Combined Chlorine in Hot Tub

ChrisL

Well-known member
Apr 3, 2007
95
0
#1
I recently fired up a new hot tub. As with the pool, I am using bleach and muriatic acid to keep numbers in line. (No need to raise ph yet.) I am having trouble going to 0 with combined chlorie. It stays around 0.4 ppm after several shock doses of bleach. Is this normal or do I just have to keep the chlorine levels up until the cc goes down? As always, thanks for any input,
Chris
 

chem geek

LifeTime Supporter
TFP Expert
Mar 28, 2007
12,082
2
San Rafael, CA USA
#2
It's much harder to get rid of Combined Chlorine in a hot tub or an indoor pool since they are not usually exposed to sunlight which helps break them down. Also, a hot tub has a much higher bather load than a pool due to the small volume of water. That means that organics tend to overwhelm chlorine faster and more combined chlorine forms.

First of all, you should have at least some Cyanuric Acid (CYA) in the water or else you will be overdosing with chlorine. I suggest using Dichlor for about a week to get to a CYA level of around 20 ppm. After that you can use bleach by dosing to around 4 ppm Free Chlorine (FC). You may need to add some chlorine every day after you get out of the tub if you are using it regularly.

To keep the CCs lower and to lessen your chlorine usage, you can use non-chlorine shock, potassium monopersulfate (MPS), and can use a little each day after you get out of the tub -- probably around 1 teaspoon. Note, however, that MPS will register as Combined Chlorine in the chlorine test, but you won't create any true combined chlorine if you are using MPS since MPS will oxidize organics (and ammonia) before chlorine gets a chance to.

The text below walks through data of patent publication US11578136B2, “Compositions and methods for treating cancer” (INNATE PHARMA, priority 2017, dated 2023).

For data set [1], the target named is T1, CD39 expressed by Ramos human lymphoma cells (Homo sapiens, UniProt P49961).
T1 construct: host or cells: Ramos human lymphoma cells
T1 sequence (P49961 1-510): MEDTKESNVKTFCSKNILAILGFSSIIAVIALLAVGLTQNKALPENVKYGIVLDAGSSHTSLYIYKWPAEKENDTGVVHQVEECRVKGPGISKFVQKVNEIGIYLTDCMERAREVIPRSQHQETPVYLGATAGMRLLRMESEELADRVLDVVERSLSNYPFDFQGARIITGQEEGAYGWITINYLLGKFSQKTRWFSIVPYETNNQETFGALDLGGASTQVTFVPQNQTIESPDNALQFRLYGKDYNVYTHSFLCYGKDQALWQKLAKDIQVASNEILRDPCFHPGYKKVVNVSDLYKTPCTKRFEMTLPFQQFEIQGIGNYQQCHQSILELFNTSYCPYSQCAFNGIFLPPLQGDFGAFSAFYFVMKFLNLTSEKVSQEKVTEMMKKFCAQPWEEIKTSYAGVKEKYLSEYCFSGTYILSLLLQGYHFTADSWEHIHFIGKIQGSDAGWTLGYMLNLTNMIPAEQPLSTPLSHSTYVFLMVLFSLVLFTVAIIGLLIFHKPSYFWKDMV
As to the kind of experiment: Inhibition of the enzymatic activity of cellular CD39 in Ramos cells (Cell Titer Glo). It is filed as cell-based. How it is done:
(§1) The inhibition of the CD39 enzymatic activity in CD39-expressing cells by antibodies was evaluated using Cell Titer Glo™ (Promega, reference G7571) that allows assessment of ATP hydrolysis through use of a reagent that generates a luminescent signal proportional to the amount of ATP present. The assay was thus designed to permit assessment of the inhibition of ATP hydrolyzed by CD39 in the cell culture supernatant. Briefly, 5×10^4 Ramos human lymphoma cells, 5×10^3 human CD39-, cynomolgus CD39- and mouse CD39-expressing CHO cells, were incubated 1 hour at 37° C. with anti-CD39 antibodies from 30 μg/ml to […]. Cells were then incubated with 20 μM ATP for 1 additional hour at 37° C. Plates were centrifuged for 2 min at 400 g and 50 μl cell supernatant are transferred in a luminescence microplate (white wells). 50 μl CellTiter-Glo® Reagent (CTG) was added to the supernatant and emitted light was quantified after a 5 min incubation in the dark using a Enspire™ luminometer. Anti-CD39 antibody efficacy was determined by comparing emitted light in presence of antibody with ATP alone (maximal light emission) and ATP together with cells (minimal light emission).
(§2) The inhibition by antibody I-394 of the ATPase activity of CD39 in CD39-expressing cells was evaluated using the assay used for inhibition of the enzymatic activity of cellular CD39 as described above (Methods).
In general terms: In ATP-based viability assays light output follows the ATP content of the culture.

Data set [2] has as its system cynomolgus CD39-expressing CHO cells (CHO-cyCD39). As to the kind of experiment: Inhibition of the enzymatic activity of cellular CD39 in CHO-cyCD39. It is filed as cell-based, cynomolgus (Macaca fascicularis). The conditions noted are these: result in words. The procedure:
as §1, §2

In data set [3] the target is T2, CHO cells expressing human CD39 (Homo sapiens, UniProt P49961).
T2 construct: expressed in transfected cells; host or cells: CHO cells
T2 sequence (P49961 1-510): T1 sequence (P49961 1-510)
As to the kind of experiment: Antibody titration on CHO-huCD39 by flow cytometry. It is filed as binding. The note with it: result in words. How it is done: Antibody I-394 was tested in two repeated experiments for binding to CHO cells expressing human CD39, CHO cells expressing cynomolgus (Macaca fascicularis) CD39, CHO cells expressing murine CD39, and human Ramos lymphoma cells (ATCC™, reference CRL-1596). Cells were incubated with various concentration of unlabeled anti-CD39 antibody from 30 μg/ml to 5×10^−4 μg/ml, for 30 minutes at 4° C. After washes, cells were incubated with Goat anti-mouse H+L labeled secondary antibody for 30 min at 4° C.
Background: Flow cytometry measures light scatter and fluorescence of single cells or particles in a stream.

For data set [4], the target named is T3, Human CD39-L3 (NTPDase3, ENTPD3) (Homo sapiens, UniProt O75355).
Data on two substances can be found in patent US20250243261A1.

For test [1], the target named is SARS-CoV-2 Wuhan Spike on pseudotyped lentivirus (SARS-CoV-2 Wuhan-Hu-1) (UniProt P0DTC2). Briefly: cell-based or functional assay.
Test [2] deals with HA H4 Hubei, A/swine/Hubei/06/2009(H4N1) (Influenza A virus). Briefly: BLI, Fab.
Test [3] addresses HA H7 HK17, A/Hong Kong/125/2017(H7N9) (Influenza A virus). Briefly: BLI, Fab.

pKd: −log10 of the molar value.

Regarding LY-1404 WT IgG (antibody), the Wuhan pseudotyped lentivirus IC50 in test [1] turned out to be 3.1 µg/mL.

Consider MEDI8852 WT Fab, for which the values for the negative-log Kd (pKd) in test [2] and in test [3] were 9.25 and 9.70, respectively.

0.4 ppm CC is not bad so if you want to just use a regimen of shocking with chlorine (bleach) weekly instead of using MPS, then that's OK. It's really up to you. I recently used some MPS in my pool to get rid of an oil film that didn't go away with scum balls nor enzymes. I could have shocked with chlorine, but since my wife was using the pool every day I didn't want to have to wait for the chlorine level to drop so I used MPS. It worked great -- it's very effective, but not cheap, but for a hot tub you use less than you would for a pool (though it's not proportional).

On a separate note, if you find the pH to rise in your hot tub, then you can lower the TA level to reduce that problem. Lowering the TA to around 70 is usually enough though you could lower it even to 50 if necessary (assuming you have a fiberglass tub and not plaster nor any tile with exposed grout). Using bleach is pH neutral when accounting for chlorine usage, but the aeration in a hot tub drives a lot of carbon dioxide out of the water and that makes the pH rise. Keeping the TA lower reduces this effect since TA mostly measures the amount of carbonation in the water (pools and spas are intentionally over-carbonated to provide a pH buffer and, for plaster pools along with calcium hardness, for calcium carbonate saturation).

Richard
 

ChrisL

Well-known member
Apr 3, 2007
95
0
#3
Thanks for the help. I didn't think of the cya as helping keep the working level of chlorine down. One question, why is the use of mps shock for a hot tub not proportional to the use in a pool? How would I figure the amount, as I have a couple of lbs of mps pool shock around.